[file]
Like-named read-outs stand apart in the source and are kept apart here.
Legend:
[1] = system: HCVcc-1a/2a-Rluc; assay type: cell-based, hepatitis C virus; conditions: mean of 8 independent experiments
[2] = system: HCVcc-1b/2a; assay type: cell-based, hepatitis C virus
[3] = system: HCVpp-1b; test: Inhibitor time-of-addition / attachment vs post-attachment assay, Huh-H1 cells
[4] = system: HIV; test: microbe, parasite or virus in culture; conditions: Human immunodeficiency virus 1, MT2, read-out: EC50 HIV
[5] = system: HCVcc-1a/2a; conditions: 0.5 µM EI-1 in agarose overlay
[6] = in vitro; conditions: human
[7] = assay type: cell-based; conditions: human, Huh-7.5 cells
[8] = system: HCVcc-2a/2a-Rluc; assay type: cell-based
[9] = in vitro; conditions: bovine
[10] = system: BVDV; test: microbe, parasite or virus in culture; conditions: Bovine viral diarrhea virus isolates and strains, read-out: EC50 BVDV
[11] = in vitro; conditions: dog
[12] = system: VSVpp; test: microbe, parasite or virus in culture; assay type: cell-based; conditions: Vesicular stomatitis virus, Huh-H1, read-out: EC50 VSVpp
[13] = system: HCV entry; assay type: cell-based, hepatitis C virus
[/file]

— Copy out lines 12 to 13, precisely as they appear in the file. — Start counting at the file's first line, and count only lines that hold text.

[10] = system: BVDV; test: microbe, parasite or virus in culture; conditions: Bovine viral diarrhea virus isolates and strains, read-out: EC50 BVDV
[11] = in vitro; conditions: dog